Many tell me that they thought Push, Sapphire's novel upon which the film Precious is based couldn't possibly be adapted for the screen in any accessible way and certainly not by a man. The main character's semi-literate voice and many unflinching elements of the book were regarded as everything from cinematically unintelligible to commercially bleak. None of that ever really dawned on me, however, as I began the project.
I was just taken by the idea of spending time with a character we may pass in the street everyday and never see. I also thought that finding a girl like Precious up on the screen at the multiplex for the better part of two hours might be a statement in itself. Thinking back upon the remarkable actors that Lee Daniels and casting director Billy Hopkins assembled, I realize that this project had an uncanny spirit of opportunity in its DNA. In the plot and on the set, many of the least likely people were given the chance to exhibit extraordinary abilities. In Precious I saw someone deemed invisible who would claw to her dying breath to survive despite what others thought of her prospects.
Though I saw Precious as a very specific character, I also saw her as a universal one. I saw her as Odysseus or Huck Finn or Celie from The Color Purple. This young woman's struggle just happens to take place in Harlem. One of the scenes that spoke quite strongly to this notion doesn't appear in the final film. In it, Precious visits an incest survivor meeting where she sees many women who look nothing like her and one who resembles the blond girl that she used to visualize in her mirror. I love the film, however, and I'm always moved when someone who looks nothing like Precious approaches me and says, "I am Precious."
While we see Precious's literacy grow throughout her journey, we learn from her along the way. One of the scenes I enjoyed creating most was where Precious discovers that her teacher is in a same-sex relationship. In a matter of seconds, Precious dissects the bigoted rhetoric she has heard from her mother and arrives at the conclusion that a gay person has never hurt her while everybody else seems to have heaped repeated blows upon her.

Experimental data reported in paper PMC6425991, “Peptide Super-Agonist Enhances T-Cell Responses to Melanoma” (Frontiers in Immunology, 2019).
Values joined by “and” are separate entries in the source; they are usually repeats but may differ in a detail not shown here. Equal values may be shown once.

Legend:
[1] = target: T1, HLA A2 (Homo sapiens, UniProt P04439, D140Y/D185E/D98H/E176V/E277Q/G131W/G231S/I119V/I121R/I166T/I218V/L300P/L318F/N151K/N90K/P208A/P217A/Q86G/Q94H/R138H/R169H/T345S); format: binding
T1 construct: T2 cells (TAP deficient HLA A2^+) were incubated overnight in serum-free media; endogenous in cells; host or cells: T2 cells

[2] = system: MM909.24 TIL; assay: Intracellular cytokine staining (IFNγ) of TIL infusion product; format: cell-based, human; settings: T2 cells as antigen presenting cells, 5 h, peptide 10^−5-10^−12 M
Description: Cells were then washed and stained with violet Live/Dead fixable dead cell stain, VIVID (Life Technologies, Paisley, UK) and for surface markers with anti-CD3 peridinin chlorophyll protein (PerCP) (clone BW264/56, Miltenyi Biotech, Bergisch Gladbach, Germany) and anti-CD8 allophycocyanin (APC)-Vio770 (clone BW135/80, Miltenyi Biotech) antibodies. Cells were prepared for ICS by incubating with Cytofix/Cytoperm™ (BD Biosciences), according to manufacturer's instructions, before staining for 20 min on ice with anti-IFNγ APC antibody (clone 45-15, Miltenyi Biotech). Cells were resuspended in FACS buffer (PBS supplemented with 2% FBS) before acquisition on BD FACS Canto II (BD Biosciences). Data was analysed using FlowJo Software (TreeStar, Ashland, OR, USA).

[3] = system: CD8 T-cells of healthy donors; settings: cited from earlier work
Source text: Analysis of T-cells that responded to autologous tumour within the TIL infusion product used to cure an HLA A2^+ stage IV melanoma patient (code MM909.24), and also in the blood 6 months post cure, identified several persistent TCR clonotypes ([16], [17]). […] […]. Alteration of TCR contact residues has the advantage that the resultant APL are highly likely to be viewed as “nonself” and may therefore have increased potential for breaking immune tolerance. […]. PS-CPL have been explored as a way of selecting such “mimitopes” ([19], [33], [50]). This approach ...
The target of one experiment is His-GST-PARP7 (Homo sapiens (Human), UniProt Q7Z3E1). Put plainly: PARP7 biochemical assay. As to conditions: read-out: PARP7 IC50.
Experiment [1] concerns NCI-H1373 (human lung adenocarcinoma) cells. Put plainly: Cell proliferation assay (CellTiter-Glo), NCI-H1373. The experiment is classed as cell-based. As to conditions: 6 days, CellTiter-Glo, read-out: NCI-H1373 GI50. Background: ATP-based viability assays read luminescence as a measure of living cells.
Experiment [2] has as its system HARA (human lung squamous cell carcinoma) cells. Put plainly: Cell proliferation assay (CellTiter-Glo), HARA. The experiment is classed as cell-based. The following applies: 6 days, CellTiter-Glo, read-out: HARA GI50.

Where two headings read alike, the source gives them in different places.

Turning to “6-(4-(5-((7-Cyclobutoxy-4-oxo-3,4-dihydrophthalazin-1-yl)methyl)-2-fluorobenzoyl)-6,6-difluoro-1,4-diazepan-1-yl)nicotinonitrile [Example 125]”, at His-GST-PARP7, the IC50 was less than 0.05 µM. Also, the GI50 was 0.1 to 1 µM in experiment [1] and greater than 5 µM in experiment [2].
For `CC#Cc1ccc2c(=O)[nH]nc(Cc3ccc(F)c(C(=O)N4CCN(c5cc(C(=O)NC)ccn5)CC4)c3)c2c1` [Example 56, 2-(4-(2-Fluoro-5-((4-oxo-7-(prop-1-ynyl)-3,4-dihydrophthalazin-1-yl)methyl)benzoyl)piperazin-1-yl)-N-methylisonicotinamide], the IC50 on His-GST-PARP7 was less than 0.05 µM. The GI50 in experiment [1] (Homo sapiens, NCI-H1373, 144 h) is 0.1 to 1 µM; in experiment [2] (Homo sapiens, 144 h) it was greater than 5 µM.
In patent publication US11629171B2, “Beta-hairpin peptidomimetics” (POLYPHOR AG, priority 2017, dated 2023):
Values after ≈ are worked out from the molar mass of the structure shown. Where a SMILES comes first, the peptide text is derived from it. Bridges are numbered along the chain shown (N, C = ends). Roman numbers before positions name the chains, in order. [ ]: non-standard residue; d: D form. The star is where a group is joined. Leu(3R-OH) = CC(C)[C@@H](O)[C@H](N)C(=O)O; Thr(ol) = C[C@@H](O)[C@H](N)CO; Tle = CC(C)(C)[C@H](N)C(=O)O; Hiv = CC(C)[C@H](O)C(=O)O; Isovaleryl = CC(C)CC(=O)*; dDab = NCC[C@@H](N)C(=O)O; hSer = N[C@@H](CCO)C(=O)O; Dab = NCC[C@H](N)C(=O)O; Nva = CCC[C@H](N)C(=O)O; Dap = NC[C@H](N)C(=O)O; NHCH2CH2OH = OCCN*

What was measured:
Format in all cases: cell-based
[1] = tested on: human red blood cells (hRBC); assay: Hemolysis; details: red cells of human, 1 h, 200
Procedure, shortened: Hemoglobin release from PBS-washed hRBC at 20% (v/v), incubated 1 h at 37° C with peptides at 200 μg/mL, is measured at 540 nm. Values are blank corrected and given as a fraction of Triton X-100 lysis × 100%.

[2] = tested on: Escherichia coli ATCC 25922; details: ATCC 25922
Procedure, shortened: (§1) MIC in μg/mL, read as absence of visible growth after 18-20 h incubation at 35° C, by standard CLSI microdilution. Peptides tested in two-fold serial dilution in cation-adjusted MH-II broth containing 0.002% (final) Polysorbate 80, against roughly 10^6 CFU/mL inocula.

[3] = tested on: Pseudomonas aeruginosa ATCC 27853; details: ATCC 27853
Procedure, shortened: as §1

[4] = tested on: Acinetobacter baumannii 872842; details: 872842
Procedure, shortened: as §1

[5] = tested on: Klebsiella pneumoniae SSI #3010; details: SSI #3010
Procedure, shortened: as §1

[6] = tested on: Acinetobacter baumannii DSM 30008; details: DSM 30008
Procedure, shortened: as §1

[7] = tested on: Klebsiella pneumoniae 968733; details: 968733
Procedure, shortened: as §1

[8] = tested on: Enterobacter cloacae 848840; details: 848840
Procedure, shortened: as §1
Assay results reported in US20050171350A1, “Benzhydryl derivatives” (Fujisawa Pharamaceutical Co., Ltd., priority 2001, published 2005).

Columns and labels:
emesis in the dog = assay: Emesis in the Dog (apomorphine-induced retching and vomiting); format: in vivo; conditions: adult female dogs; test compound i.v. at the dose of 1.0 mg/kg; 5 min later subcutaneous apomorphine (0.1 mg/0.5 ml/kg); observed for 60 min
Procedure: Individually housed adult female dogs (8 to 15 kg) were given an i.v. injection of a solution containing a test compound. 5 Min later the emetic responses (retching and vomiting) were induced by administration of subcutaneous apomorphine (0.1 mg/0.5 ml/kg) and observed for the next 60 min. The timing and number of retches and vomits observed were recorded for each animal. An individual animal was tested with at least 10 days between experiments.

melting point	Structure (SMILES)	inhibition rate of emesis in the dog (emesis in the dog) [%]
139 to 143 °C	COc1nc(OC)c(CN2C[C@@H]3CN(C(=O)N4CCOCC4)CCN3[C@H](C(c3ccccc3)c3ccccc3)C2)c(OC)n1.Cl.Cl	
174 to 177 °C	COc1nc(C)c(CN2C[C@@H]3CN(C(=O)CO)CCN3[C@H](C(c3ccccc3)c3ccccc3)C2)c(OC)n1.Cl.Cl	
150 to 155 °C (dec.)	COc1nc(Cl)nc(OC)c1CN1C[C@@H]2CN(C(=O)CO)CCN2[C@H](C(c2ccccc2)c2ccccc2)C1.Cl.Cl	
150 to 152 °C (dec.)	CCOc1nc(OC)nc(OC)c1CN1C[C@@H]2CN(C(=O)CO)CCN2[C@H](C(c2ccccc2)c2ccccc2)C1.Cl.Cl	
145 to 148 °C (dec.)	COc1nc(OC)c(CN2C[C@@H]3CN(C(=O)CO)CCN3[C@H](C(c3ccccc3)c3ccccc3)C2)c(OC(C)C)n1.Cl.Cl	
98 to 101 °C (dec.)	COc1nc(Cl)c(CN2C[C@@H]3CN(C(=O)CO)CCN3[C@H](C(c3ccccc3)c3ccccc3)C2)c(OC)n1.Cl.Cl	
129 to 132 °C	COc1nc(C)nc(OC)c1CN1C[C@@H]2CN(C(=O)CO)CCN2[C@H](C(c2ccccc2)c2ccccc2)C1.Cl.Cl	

I only stopped to fully contemplate the many challenges of this writing process long after I finished the script. I suspect parents say the same while reflecting upon the challenges they faced while struggling for their kids. And I found the value of education, instilled in me by my parents and two older brothers, contributed to the mandate that Precious must learn as much as she can to protect herself and her children. Also, one of the hardest things of all was simply saying goodbye to this character when I finished the script. Perhaps that's why the words "For Precious Girls Everywhere" leapt from my fingers as the very last words of the screenplay with little conscious thought.
I think many people who have never even really seen a girl like Precious connected with this film, because it doesn't matter who you are or where you come from. It doesn't matter if you're a man or a woman. Ultimately we have more things in common than we do that separate us. It's why we can relate to stories that are thousands of years old set in far away places. In short, Precious wants the same things we all want -- to love, to be loved and to contribute. She is your friend, your colleague, your sister, your brother, your parent, your neighbor or you. I believe that Precious is among the most remarkable people on this planet.
That's Precious to me.